MCU-Net is comprised of two elements: TinyEngine, which is where researchers design the smaller models that will run on an MCU, and TinyNAS, which maps out a particular MCU’s capabilities and builds a neural network architecture that can optimize the particulars of that MCU. A microcontroller might be as constrained as a few bits of memory and a few hundred hertz of performance or it might scale all the way up to a multicore gigahertz device with up to 2 MB of memory. Before you can build the model, you need a tool that can shrink or expand the model for the device it runs on.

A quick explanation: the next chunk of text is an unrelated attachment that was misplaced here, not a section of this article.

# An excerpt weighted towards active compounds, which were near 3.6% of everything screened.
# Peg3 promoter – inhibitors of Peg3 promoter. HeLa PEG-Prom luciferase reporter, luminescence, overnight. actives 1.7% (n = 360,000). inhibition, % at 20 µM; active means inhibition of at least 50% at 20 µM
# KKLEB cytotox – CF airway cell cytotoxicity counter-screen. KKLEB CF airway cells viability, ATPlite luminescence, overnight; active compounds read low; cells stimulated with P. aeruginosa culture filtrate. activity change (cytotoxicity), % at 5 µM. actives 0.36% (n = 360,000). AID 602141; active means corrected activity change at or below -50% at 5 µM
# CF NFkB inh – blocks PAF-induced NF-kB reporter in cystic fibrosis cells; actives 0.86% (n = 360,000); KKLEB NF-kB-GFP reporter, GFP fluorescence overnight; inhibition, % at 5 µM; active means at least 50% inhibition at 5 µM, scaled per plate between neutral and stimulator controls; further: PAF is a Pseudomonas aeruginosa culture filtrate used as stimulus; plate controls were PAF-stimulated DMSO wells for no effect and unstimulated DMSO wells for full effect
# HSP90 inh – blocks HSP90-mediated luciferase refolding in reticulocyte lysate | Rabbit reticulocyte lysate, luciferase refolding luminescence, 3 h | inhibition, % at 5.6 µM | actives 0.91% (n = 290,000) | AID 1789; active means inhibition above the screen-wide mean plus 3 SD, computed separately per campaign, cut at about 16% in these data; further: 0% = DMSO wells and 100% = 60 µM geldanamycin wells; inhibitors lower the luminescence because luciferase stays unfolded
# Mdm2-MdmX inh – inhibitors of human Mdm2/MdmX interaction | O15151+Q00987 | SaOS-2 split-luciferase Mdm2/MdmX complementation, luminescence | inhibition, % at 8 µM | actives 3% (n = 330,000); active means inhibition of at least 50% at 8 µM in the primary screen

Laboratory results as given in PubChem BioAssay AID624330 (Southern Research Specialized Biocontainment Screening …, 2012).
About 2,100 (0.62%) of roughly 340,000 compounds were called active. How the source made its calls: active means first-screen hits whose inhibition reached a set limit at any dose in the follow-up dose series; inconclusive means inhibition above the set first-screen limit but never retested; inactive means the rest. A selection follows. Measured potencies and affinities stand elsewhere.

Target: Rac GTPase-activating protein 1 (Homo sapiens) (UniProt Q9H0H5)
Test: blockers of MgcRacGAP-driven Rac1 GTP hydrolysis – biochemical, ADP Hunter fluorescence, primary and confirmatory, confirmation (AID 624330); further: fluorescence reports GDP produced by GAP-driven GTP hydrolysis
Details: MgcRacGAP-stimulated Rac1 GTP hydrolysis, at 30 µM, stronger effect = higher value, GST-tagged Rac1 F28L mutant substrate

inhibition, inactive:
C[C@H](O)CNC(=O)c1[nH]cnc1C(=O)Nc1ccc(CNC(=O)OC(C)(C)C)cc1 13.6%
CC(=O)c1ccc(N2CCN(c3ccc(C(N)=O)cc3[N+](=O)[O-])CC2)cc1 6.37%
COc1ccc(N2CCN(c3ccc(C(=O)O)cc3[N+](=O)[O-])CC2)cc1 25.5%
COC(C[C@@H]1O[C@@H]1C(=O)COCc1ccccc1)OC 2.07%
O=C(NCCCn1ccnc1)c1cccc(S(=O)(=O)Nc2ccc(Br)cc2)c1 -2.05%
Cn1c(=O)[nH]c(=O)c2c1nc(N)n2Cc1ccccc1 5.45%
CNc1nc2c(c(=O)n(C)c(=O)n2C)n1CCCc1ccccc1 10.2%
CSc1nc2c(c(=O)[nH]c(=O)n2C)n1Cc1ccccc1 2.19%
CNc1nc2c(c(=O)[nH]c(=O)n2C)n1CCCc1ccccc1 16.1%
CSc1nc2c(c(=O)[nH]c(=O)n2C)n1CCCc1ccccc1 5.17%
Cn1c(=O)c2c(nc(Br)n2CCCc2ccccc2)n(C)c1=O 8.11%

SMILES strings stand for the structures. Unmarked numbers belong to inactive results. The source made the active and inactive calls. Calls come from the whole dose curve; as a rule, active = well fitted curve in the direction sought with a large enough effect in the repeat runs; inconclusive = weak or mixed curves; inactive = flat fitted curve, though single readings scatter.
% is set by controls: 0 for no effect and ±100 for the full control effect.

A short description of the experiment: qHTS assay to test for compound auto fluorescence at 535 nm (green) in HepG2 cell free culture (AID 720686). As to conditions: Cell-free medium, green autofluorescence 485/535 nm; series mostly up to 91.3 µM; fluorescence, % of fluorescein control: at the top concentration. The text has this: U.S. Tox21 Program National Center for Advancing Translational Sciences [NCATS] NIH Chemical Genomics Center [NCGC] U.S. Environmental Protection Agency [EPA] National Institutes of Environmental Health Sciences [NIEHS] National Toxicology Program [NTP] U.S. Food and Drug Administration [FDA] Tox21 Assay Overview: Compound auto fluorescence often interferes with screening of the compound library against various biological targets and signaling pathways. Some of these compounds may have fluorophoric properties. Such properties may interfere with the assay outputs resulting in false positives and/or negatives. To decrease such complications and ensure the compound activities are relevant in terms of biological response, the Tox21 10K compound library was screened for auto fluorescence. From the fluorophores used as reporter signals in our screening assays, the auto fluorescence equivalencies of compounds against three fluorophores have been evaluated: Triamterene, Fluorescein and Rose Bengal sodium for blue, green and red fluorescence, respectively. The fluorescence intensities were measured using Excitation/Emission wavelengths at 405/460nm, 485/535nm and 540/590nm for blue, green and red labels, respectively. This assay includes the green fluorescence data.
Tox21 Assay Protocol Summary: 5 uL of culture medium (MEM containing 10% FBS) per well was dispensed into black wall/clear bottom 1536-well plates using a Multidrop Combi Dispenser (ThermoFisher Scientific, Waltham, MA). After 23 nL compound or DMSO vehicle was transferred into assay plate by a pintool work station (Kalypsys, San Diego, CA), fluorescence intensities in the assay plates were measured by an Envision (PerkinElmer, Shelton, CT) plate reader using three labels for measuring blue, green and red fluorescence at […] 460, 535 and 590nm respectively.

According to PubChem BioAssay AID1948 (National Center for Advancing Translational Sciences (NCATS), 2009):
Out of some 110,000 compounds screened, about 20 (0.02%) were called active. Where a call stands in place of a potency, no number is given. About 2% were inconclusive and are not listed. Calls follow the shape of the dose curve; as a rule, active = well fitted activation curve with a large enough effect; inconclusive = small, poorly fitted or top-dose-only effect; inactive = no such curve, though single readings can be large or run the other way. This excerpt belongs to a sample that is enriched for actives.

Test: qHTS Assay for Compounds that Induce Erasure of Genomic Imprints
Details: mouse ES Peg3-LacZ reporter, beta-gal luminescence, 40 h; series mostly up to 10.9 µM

So TinyNAS figures out the architecture for the neural network and then TinyEngine builds the model. By using them in tandem, Han has managed to use a $10 microcontroller to classify images with 70% accuracy. He compared the results to Google’s TensorFlow Lite and said it was both more accurate and did the classification 60% faster.
This research is really exciting for those of us who are eager for the insights we can derive from connected sensors and devices. It means those insights will be cheaper, more private, and will come at a lower environmental cost.
This story was updated from the version in the newsletter to reflect the involvement of MIT, the National Taiwan University and MIT-IBM Watson AI Lab in the research.